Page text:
One way to see this is to analyze the problem with the zero point of the gravitational potential set at the height of the two-body system, instead of at infinity or the surface of the earth as we usually do.
What is "the height of the two-body system"?

Edit:

After reading your post again I have an idea what you mean. Are you talking about the potential energy of the two-body system in the gravitational field of a third body only? That is indeed constant, but that's not the full story. There is also a potential energy due to the gravitational field of the two bodies itself and this part of the total potential energy is changing.

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#### jartsa

In this thread a poster has a problem with disappearing potential energy:

And here in this thread a poster has a problem with appearing potential energy.

So maybe the solution to the disappearing potential energy there is the appearing potential energy here, and vice versa.

(Seems obvious to me that it it so)

#### DrStupid

So maybe the solution to the disappearing potential energy there is the appearing potential energy here, and vice versa.
Yes, that's what I mean. The potential energy of the system is increased and the energy of the radiation is decreased by redshift (or the other way around with blueshift). The total energy remains constant.

#### jartsa

Yes, that's what I mean. The potential energy of the system is increased and the energy of the radiation is decreased by redshift (or the other way around with blueshift). The total energy remains constant.
Do you mean this redshift:

Light climbs away from the annihilation point and redshifts, because light is climbing away from other light. The amount of redshift is maybe a few microjoules.

Or this:

Matter-antimatter fuel is lifted from the ground to a position high above the earth. The lifting causes the light of annihilation of the fuel to have more energy, maybe a few megajoules more.

#### DrStupid

@jartsa,

Of course the first one. In the second case there is no redshift involved and there is no reason why the energy released during annihilation should depend on the gravitational potential.

#### jartsa

That's not right. One way to see this is to analyze the problem with the zero point of the gravitational potential set at the height of the two-body system, instead of at infinity or the surface of the earth as we usually do. Now the potential energy of the system is zero and remains zero no matter what happens to the masses of the individual objects. Thus, conservation of energy requires that whatever is lost by one body is gained by the other; there's nowhere else for it to go.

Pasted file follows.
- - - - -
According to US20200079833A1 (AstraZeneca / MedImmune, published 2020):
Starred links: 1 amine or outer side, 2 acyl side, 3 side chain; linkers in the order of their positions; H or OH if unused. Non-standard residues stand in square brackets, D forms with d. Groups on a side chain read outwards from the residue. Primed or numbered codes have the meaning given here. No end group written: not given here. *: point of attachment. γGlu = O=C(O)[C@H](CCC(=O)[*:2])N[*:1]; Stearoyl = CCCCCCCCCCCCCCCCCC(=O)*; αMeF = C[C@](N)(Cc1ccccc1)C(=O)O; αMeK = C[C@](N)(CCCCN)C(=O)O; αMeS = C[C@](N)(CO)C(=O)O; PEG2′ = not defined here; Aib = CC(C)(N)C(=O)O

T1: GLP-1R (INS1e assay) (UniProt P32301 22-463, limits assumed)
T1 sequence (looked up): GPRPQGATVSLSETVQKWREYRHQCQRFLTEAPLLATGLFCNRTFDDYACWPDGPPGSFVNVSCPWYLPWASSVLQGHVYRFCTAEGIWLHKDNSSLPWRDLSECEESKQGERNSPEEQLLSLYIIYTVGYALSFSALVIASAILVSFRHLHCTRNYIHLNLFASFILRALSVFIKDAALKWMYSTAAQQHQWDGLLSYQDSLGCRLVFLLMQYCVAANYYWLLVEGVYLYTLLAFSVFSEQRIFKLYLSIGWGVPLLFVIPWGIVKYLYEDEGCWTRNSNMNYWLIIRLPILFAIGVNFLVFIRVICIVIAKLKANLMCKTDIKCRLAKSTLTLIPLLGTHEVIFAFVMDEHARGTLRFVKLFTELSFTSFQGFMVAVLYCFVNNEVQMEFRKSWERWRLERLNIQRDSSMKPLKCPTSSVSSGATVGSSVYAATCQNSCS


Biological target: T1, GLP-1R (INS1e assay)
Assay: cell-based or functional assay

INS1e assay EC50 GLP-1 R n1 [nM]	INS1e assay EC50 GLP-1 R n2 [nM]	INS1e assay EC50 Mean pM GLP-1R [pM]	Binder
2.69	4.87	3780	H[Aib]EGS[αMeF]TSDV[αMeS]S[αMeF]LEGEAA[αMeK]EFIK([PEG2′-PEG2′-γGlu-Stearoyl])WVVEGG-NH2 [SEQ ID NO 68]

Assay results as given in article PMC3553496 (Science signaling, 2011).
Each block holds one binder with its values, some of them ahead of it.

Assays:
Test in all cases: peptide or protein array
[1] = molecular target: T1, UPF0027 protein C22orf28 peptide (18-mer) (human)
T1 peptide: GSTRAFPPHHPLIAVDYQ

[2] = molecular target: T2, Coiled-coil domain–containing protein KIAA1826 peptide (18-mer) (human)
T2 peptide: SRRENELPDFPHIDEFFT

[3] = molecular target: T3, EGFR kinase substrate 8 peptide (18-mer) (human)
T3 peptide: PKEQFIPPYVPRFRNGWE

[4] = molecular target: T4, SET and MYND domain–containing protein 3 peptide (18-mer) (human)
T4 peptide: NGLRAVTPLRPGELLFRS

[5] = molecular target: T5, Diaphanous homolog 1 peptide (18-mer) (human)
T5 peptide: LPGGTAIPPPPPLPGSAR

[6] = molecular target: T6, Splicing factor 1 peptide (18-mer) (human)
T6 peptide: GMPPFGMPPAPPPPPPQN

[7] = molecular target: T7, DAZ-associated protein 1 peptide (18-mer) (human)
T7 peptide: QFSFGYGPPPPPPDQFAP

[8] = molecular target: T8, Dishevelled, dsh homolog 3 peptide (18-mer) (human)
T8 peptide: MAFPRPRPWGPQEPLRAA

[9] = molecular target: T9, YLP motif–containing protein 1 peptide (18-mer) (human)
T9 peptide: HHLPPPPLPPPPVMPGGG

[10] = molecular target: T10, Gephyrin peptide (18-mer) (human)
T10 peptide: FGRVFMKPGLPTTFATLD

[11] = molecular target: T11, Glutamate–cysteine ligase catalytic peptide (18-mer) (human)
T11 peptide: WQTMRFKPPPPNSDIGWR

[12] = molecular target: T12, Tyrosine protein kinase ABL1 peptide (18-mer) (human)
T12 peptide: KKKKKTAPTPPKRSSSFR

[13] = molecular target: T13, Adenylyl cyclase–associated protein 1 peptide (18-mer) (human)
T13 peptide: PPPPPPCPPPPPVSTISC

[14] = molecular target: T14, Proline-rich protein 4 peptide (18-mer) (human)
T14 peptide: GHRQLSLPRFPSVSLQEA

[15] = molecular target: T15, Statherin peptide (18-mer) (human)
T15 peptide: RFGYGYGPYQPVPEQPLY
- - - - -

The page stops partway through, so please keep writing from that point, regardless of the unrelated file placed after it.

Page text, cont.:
You are right that if the two bodies are exchanging heat through thermal radiation there will be a (tiny) gravitational redshift/blueshift if their masses are different. But in this case clocks on the surface of each object are also running at different rates because gravitational time dilation is at work. The "uphill" object will receive low intensity red-shifted light for a longer time, so ends up receiving the same amount of energy as was emitted by the "downhill" object.

No. Anything that climbs loses energy. When we ask where the lost energy goes, the answer is: "it goes to the system". I have seen that answer many times here.

If two things climb away from each other, both things lose energy. The system gains potential energy.

#### Sorcerer

No. Anything that climbs loses energy. When we ask where the lost energy goes, the answer is: "it goes to the system". I have seen that answer many times here.

If two things climb away from each other, both things lose energy. The system gains potential energy.
How can two objects both climb away from each other unless they are on opposite sides of the larger body? Also I'm pretty sure in Nugatory's example the height of the objects with respect to the designated origin is not changing.

#### jartsa

How can two objects both climb away from each other unless they are on opposite sides of the larger body? Also I'm pretty sure in Nugatory's example the height of the objects with respect to the designated origin is not changing.
When an object moves from lower potential to higher potential, it 'climbs', except when something else 'lifts' the object. To 'climb' is to 'self-lift'.

When space contains two objects, there is a potential difference between any two points of the space, except when the two points happen to be on the same equipotential surface.

#### DrStupid

How can two objects both climb away from each other unless they are on opposite sides of the larger body?
Earth and Moon climb away from each other without a larger body between them. During this process the kinetic energies of both objects decrease and the common potential energy increases.

"Increase in PE due to increased mass"